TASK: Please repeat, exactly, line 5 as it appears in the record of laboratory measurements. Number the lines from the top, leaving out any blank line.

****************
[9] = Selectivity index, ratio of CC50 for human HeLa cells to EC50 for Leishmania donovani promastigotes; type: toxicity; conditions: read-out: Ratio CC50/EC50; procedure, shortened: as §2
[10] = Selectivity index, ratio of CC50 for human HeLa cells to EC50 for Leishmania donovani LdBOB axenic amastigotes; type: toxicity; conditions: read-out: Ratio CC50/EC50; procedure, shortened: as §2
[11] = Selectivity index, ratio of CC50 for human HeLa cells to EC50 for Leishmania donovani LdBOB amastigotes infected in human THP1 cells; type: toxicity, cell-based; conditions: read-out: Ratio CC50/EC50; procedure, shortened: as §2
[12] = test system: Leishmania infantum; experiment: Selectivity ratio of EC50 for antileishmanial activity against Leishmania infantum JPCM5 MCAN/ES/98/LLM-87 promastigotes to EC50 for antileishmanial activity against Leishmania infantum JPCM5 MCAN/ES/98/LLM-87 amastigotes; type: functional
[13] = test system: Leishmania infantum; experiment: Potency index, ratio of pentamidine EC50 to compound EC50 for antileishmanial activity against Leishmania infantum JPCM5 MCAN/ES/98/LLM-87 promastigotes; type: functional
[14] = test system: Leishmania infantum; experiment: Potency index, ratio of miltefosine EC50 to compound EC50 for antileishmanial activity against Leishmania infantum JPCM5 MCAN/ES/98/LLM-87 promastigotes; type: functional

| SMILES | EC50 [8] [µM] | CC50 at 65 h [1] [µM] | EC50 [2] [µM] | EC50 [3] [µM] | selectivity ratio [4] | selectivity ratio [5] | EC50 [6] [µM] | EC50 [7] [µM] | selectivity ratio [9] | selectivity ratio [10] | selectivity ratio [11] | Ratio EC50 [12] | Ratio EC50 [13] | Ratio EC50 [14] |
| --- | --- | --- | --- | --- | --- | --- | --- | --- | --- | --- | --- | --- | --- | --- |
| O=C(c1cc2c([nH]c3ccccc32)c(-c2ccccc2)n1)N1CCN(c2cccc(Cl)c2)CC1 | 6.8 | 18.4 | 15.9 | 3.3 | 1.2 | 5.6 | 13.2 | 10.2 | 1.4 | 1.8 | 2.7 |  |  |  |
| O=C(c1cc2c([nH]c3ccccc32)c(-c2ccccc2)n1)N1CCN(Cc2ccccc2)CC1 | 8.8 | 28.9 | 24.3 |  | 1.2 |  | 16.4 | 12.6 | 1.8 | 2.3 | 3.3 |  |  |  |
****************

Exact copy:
[13] = test system: Leishmania infantum; experiment: Potency index, ratio of pentamidine EC50 to compound EC50 for antileishmanial activity against Leishmania infantum JPCM5 MCAN/ES/98/LLM-87 promastigotes; type: functional